• Another example: if we know someone needs an intervention, putting it off until later may make the intervention more painful for everyone and won't really keep us at ease in the meantime.  We may be able to avoid the problem for a time, but it won't get any better and risks worsening.
  • We don't always have the luxury of setting aside a problem.
    • For example, when a loved one dies & we are the responsible party, we can't just ignore dealing with their passing while we collect our grief.  We have to soldier on through it until we have a chance to exhale.
    • If a problem is severe, we risk it blowing up in our face if we ignore it.
      • For example, if we ignore necessary engine work on our car long enough, we might wake up one day and wonder why our engine has permanently failed.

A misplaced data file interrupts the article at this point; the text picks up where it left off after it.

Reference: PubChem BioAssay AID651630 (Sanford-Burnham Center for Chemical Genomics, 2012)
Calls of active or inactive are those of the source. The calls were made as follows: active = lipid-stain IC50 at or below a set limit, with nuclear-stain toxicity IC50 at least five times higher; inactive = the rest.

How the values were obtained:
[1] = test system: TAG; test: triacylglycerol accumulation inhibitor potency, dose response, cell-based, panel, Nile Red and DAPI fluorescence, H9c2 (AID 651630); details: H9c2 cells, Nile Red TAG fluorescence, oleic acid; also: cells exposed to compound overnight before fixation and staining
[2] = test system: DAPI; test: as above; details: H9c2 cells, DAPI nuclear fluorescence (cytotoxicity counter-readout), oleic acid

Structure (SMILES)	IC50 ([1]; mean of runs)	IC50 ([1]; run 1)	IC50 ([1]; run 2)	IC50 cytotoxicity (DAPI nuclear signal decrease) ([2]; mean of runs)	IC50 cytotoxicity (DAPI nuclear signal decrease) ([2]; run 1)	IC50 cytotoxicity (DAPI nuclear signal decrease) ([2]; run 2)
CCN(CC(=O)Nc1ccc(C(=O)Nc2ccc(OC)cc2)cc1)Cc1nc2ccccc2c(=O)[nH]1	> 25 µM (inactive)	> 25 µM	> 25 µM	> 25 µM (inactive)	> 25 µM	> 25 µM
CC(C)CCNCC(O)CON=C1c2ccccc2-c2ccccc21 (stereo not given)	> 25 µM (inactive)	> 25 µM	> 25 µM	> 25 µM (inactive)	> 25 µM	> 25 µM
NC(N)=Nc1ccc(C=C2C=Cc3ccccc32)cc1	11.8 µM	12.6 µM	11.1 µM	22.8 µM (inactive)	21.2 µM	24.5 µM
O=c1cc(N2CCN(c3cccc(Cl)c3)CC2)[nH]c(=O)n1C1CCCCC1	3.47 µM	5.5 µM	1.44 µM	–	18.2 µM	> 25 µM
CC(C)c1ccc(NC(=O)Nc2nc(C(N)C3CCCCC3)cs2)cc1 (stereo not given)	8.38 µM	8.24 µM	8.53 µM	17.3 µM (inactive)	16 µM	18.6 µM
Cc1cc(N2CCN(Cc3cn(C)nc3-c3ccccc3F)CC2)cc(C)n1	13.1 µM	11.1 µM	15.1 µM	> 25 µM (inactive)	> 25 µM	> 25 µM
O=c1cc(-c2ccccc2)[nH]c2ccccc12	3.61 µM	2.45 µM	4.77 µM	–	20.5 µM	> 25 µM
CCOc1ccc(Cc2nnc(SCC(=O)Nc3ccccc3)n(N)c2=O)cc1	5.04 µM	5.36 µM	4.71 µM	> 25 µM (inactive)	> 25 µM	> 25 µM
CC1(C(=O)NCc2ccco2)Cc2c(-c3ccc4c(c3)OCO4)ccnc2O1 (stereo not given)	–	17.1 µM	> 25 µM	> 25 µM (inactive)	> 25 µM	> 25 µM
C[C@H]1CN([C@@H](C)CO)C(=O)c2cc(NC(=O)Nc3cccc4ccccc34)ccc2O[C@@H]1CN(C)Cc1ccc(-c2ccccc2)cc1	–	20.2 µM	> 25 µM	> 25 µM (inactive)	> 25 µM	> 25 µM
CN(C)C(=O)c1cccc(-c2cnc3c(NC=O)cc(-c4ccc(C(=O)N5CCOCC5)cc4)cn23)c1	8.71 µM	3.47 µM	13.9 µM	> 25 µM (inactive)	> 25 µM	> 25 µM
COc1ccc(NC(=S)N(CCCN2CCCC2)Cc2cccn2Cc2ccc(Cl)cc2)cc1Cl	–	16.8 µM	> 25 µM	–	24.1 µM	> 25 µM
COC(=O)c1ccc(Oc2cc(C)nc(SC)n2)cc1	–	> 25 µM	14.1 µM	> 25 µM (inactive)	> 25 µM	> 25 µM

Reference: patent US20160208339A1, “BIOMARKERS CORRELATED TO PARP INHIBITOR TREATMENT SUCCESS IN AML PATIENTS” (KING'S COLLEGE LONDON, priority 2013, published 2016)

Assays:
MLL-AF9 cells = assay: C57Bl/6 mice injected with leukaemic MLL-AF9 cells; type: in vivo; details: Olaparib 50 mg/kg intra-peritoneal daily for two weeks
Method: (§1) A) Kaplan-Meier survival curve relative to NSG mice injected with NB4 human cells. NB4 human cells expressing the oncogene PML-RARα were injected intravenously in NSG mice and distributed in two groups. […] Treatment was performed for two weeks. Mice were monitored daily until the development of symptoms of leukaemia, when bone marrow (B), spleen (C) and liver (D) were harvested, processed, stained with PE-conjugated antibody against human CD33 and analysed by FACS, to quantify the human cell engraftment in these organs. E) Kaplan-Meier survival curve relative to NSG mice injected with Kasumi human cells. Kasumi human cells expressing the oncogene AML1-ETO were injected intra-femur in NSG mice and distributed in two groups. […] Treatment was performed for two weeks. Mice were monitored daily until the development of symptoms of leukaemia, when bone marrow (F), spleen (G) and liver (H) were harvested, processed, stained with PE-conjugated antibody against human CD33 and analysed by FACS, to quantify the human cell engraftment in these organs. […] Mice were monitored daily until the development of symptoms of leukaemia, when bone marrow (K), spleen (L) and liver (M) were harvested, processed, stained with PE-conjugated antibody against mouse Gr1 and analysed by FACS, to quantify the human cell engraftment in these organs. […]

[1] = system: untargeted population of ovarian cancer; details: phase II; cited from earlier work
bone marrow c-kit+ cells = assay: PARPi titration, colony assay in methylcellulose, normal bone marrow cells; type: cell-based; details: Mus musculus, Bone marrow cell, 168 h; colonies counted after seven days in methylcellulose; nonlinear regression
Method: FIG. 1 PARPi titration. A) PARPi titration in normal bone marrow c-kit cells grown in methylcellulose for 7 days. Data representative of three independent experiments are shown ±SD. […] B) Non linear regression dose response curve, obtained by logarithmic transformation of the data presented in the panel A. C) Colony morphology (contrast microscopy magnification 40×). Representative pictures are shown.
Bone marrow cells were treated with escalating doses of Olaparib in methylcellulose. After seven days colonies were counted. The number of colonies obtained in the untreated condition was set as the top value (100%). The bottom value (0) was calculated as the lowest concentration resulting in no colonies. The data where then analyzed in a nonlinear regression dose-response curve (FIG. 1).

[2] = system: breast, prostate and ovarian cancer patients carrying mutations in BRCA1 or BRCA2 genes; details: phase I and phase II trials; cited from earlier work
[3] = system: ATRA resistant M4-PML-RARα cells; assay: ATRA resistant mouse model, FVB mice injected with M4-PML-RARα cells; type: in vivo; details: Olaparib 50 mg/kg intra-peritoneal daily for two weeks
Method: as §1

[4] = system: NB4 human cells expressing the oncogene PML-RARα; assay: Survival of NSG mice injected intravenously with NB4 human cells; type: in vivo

• Another example: if we push off cutting expenses too long, we might end up having to declare bankruptcy and ruining our credit in the process.


Finally, I'll considering denying.

Denying
  • Denying a problem, at least in the short term, might be the only way we can mentally deal with it.  That is it effectively is a shock based response.
    • If we had someone close to us die, the pain that they we feel might be too intense to deal with at the present time.  We may need to tell ourselves that we are fine to get by in the short term.
    • Denial can buy us time to come to terms with the issue or loss.
  • Longer term, denial is a horrible way of coping or dealing with a problem.
    • It can frustrate those around us.
    • We risk the problem getting out of control if we deny it long enough.
  • It can also be a response based on not wanting to deal with a problem.
    • If we deny a problem exists why then there will be no need to deal with it.
      • For example, if we have a family history of heart problems and we show symptoms of heart problems, we can fool ourselves into believing we definitely don't have a problem, especially if we don't get it looked at.